Skip to content

Be it ever so humble Sunday readings: 21 September 2008

21 September 2008

Intimidad

Lydia Crafts (Texas Observer) writes on David Redmond’s documentaty on the struggles of a Reynosa couple, Cecy and Camilo, to build the dream shack in the border city:

Cecy and Camilo showed the filmmakers a different side of Reynosa emotionally distant from the factories and seemingly oppressive poverty.

Both 21 at the time, the couple welcomed Redmon and Sabin into their home and allowed them to begin recording their lives.

Cecy and Camilo were from Santa Maria, Puebla, in the far south of Mexico, but had migrated to Reynosa to work in the maquiladoras. Too poor to afford a decent home in the more expensive north, they left their infant daughter Loida in the care of their families.

Intimidad picks up the story as Cecy and Camilo pursue their modest dream of purchasing land and building a house outside the city, away from the flooded streets and pollution, where they can feel comfortable bringing Loida to live with them. The problem is that they make barely enough money to survive.

Both work in maquiladoras. Cecy sews bras for Victoria’s Secret, a unit of U.S.-based Limited Brands Inc. She says she gets 18 cents per bra. Camilo assembles fire hydrants for Johnson Controls Inc., another U.S. corporation.

Clean living

Maggie Drake writes on the havoc being created by unjustified complaints about sewage treatment in Tijuana by the U.S. environmental group “Wildcoast” which seems to think Tijuana is THEIR town.

The point is, this type of bombastic eco-warriorism serves no purpose other than to inflame hostility on both sides of the border: the Mexicans resent it and become alienated, it makes them feel sub-human and unaccomplished with no dignity, the Minutemen and those of anti-Mexican sentiment run with it and use unbalanced information as propaganda foder, and the not well informed public immediately draw conclusions and perceive Mexico as doing nothing at all and having no agencies at all which address environmental problems, and that is unfair. Of course, in a developing country, one should never expect everything to work the same as it does in a developed country, that’s just common sense. In addition, this type of blame laying and fingerpointing is quite colonial in nature, and it just does not wash with the Mexicans, they don’t like it, who would? The Mexicans are keenly aware there is an huge problem with lack of infrastructure here, but don’t count on this gringo environmental group to let you in on the Mexican struggle to create plans or even their acomplishments so far to deal with it. Unfortunately, none of us will be able to escape the development in Baja, that is a fact.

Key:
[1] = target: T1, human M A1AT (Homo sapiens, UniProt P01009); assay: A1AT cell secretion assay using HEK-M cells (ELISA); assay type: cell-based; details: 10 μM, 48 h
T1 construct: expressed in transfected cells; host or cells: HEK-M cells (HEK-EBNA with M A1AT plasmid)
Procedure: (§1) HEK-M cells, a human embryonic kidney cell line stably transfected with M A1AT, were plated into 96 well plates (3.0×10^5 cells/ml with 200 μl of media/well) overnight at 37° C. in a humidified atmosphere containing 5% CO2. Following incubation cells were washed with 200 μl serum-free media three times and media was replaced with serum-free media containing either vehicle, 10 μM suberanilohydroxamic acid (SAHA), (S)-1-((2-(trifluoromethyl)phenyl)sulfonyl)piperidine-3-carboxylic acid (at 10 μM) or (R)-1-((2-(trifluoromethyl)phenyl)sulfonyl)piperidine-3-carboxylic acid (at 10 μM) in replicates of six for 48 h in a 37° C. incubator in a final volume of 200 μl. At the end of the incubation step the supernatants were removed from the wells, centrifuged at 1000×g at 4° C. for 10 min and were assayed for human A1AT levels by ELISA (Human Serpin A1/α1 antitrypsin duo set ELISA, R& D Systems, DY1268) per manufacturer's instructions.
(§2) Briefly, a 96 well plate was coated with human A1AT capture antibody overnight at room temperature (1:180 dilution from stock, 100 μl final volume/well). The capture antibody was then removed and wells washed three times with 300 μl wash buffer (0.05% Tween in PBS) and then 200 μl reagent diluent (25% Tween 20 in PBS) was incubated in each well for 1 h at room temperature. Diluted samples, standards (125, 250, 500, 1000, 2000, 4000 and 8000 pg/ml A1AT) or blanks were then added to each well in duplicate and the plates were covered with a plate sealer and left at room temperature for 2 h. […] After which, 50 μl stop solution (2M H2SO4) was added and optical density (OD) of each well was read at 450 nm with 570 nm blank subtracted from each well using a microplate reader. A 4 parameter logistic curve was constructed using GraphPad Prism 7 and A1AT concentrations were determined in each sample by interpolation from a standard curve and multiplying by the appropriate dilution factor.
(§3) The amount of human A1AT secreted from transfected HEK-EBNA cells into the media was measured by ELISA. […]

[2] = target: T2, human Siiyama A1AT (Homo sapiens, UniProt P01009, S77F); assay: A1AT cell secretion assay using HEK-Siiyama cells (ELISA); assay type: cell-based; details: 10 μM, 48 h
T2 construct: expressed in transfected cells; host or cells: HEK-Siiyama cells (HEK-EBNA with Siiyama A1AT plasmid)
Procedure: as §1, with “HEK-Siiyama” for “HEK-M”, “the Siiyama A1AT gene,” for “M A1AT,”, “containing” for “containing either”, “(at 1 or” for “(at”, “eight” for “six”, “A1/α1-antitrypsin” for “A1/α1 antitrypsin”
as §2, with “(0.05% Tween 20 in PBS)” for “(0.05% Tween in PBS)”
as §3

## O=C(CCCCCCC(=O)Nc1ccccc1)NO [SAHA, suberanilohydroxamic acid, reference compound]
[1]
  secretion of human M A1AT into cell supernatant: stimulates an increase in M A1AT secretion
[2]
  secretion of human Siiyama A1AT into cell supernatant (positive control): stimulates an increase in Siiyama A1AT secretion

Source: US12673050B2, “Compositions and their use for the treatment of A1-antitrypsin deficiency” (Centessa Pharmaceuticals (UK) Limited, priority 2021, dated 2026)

As a twofer, she adds Sylvia Tierstein’s “It’s A Second-Hand Town” form the University of California San Diego alumni magazine which writes about some residents of that Mexican city balancing their own needs with the environomental realities of the region